A clear verdict for Democracy | Sunday Observer

A clear verdict for Democracy

The Supreme Court judgment last week on the dissolution of Parliament is a vindication of President Gotabaya Rajapaksa’s actions. The Court verdict made it clear that President Rajapaksa had acted within the confines of the Constitution in dissolving Parliament after it had run its course for four and a half years.

The Apex Court had also in principle accepted the argument that a ‘dead’ Parliament cannot be recalled back to life. In the backdrop of the massive mandate given to President Gotabaya Rajapaksa on November 16, 2019, it is clear that the ‘old’ Parliament had clearly lost its mandate to govern. Recalling it would have made a mockery of that popular mandate given to President Rajapaksa.

While there indeed are provisions to recall a dissolved Parliament in the Constitution, the qualifying factor is a dire emergency. Since the Coronavirus was controlled to a great extent within our borders, there was no such emergency to justify recalling the old Parliament. While it is true that Parliament has power and control over State finances, the President has the authority to use funds from the Consolidated Fund until such time an election is held. In fact, just last week, the President allocated Rs. 1 trillion for various services and development projects from the Fund.

But a country cannot go on forever without an effective sitting Parliament. This has indeed been the position of President Gotabaya Rajapaksa and Prime Minister Mahinda Rajapaksa. They have been pushing for General Elections to be held as soon as possible subject to health sector clearance and guidelines. For whatever reason, certain political parties and civil society groups have been trying to block or postpone the elections. As Prime Minister Mahinda Rajapaksa said recently, normally it is Governments that try to evade elections while the Opposition demands them. In this instance, these roles have been reversed, he said.

The Opposition’s claim that elections should be held only when the virus is completely controlled or eliminated does not hold water since many local and international health experts predict the virus will be with us for at least two more years. Even if a vaccine is made available at least by this time next year, not all the seven billion people in the world will get it at once. Thus we are possibly looking beyond a two-year window until the Coronavirus is eradicated, if ever.

It would be a crime to deny the voters their franchise for such a long period of time. Now that the country has been opened and normalcy has been more or less restored, there can be no more excuses to delay the General Election beyond the 60-70 days required by the Election Commission for logistical arrangements and for political parties to campaign (The polls date is likely to be announced on Monday by the NEC).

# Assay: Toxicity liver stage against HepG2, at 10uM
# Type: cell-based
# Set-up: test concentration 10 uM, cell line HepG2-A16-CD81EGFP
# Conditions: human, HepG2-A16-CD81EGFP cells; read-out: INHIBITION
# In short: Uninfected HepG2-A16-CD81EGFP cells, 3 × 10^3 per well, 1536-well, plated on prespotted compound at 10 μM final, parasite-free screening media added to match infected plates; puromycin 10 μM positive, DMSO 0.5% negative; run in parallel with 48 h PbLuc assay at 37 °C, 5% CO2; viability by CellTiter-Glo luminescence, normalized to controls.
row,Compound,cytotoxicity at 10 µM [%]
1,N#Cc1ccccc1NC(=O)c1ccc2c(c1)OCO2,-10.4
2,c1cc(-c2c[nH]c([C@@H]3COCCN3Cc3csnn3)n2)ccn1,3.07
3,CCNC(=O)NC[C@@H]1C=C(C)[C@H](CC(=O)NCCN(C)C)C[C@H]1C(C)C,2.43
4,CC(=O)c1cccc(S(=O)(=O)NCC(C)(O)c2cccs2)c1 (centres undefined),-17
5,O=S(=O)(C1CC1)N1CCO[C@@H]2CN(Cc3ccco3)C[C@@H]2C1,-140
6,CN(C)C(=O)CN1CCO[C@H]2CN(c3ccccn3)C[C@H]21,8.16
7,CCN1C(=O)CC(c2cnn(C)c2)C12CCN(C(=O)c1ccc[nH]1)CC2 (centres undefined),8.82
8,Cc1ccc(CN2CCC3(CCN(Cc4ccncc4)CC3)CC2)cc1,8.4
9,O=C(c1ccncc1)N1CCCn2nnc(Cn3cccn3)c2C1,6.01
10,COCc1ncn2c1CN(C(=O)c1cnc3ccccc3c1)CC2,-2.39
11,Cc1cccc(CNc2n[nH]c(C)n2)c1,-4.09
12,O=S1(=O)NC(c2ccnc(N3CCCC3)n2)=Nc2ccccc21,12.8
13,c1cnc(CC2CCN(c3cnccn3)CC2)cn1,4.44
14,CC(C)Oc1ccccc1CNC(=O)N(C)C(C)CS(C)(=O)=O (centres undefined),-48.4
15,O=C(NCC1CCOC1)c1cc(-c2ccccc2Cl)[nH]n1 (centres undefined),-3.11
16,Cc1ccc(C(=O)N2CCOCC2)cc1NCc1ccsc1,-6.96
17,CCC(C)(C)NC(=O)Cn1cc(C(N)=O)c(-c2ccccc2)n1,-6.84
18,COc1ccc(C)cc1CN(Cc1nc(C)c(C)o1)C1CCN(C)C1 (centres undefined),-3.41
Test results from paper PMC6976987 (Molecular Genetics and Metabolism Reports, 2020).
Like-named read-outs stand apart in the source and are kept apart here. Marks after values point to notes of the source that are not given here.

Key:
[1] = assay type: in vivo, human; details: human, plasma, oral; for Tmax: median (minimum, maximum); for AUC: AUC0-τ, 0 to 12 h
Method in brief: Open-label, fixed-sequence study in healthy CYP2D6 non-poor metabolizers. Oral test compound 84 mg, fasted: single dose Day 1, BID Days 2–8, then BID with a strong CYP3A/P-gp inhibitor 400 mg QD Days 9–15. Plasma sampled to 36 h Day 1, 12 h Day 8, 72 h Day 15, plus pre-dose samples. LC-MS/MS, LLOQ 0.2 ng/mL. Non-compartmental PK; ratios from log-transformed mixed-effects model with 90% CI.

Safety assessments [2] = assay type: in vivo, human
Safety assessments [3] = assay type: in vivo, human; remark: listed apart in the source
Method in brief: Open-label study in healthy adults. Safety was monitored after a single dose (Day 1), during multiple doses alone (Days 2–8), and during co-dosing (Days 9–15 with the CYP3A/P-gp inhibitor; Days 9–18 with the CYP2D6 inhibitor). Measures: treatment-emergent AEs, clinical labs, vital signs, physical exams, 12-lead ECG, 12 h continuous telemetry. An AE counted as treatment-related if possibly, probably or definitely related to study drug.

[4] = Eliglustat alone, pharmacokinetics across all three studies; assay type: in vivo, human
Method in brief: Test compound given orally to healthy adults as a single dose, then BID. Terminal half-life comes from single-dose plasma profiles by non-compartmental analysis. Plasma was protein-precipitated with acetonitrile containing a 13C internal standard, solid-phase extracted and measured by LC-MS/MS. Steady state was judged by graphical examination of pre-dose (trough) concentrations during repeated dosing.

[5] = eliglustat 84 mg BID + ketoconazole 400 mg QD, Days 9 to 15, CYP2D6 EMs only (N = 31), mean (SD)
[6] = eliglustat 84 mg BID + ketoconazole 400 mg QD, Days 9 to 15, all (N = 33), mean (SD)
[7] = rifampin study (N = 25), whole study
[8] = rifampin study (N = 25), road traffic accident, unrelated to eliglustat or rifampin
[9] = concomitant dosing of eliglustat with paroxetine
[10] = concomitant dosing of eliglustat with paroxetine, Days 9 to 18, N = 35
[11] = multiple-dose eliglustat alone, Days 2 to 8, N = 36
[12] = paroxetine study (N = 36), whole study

Besides, the Director General of Health Services has provided very clear guidelines on holding the election under the present circumstances, including the deployment of health personnel at all polling stations, temperature checks and hand wash facilities.  The only practical problem we can foresee is the identification of voters with face masks, but this should be a matter of asking them to remove it momentarily for the presiding officials to check against the ID card.  

Sri Lanka is not the only country going through this experience. Eight other countries including South Korea have successfully held elections, sometimes in worse Coronavirus conditions than ours. The polls held in South Korea have been hailed as the most successful electoral exercise ever held there. Our health and electoral officials should study this model and take any appropriate lessons to suit the local context and conditions. Neighbouring India and Singapore are also planning to hold elections soon and our officials could get in touch with them too.

Now it is up to political parties to instill discipline in their supporters and activists to ensure that they do not violate social distancing and hygiene norms at any time. Huge rallies are unlikely and even pocket meetings have been restricted to 30-50 people seated or standing according to social distancing rules. Perhaps this will bring politicians closer to the people than on previous occasions, when they could only be seen from a distant stage.

Political parties will also look to the electronic media to take their message across, but one wonders whether airtime can be given to hundreds of candidates within a limited time frame of two months or so. Social media is the other obvious platform, but this is fraught with danger due to the possibilities for malicious mudslinging, outright fabrications, fake news, deep fake videos, trolls and targeted ads bearing false accusations against opponents.  Political parties will necessarily have to ‘police’ the content posted by their candidates to avoid such ramifications.

This is also an ideal opportunity to ponder why our elections authorities have seemingly abandoned the idea of electronic voting, which would have made things easier for all, despite earlier demonstrations and commitments. In some countries, it is even possible to vote online from the comfort of your own home. Going forward, serious thought must be given to this idea.

The one lesson we should learn from the present experience is that we should not let an invisible virus defeat us and take our freedom away. An election is perhaps the supreme expression of freedom and now we have a chance to savour it again. It is now our duty to vote and reinforce our democratic ideals.

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